In Farid, A. & Chen, H., editors, *Proceedings of GeoShanghai 2018 International Conference: Geoenvironment and Geohazard*, pages 73–80, Singapore, 2018. Springer Singapore.

Paper doi abstract bibtex

Paper doi abstract bibtex

To understand the effect of size segregation in the depositional process of debris ﬂows, both ﬂume experiments at the laboratory scale and numerical simulations using the discrete element method (DEM) are performed. A variety of particle size distributions with coarse and ﬁne particles are adopted. It is found that larger particles tend to reach the front of the ﬁnal deposits, while small particles are accumulated at the tail of the ﬂows. Quantitative agreement is achieved in the DEM simulations, where rolling resistance and geometric roughness at boundaries are adopted to account for the effect of particle shape. With the DEM results, the effect of segregation on the runout distance is studied from the perspective of energy dissipation. The progress of segregation is analyzed in detail, which revealed that segregation occur slowly while the ﬂow is propagating rapidly over the slopes; it becomes signiﬁcant during the deposition stage, where more large particles are found near the surface. The effect of segregation in debris ﬂow deposition can help better predict the runout distance and impact pressure, which is crucial in the assessment and mitigation of debris ﬂow-related natural hazards.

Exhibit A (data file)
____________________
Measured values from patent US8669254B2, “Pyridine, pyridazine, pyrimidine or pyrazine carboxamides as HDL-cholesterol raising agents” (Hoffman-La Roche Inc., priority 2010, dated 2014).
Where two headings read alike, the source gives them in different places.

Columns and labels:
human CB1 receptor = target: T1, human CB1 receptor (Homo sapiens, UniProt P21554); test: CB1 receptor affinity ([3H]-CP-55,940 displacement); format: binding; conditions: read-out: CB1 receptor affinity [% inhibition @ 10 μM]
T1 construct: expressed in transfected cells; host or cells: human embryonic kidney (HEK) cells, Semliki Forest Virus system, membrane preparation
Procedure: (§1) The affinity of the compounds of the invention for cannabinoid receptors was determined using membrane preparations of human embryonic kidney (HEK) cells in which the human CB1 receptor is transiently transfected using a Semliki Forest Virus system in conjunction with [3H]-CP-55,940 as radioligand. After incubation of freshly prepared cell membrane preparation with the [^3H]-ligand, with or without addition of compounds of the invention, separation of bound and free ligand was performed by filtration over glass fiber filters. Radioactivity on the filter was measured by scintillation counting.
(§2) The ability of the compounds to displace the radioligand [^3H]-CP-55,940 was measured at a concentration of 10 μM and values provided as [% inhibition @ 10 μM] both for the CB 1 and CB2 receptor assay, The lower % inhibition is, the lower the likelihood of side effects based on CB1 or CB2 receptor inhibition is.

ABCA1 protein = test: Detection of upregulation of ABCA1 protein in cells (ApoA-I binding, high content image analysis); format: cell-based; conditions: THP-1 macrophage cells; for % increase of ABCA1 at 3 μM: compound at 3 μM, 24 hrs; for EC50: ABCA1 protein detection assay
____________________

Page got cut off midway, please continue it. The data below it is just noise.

@inproceedings{farid_effect_2018, address = {Singapore}, title = {Effect of particle size segregation in debris flow deposition: {A} preliminary study}, isbn = {9789811301278 9789811301285}, shorttitle = {Effect of particle size segregation in debris flow deposition}, url = {http://link.springer.com/10.1007/978-981-13-0128-5_9}, abstract = {To understand the effect of size segregation in the depositional process of debris ﬂows, both ﬂume experiments at the laboratory scale and numerical simulations using the discrete element method (DEM) are performed. A variety of particle size distributions with coarse and ﬁne particles are adopted. It is found that larger particles tend to reach the front of the ﬁnal deposits, while small particles are accumulated at the tail of the ﬂows. Quantitative agreement is achieved in the DEM simulations, where rolling resistance and geometric roughness at boundaries are adopted to account for the effect of particle shape. With the DEM results, the effect of segregation on the runout distance is studied from the perspective of energy dissipation. The progress of segregation is analyzed in detail, which revealed that segregation occur slowly while the ﬂow is propagating rapidly over the slopes; it becomes signiﬁcant during the deposition stage, where more large particles are found near the surface. The effect of segregation in debris ﬂow deposition can help better predict the runout distance and impact pressure, which is crucial in the assessment and mitigation of debris ﬂow-related natural hazards.}, language = {en}, urldate = {2018-05-15}, booktitle = {Proceedings of {GeoShanghai} 2018 {International} {Conference}: {Geoenvironment} and {Geohazard}}, publisher = {Springer Singapore}, author = {Jing, Lu and Kwok, Fiona C. Y. and Zhao, Tao and Zhou, Jiawen}, editor = {Farid, Arvin and Chen, Hongxin}, year = {2018}, doi = {10.1007/978-981-13-0128-5_9}, pages = {73--80} }

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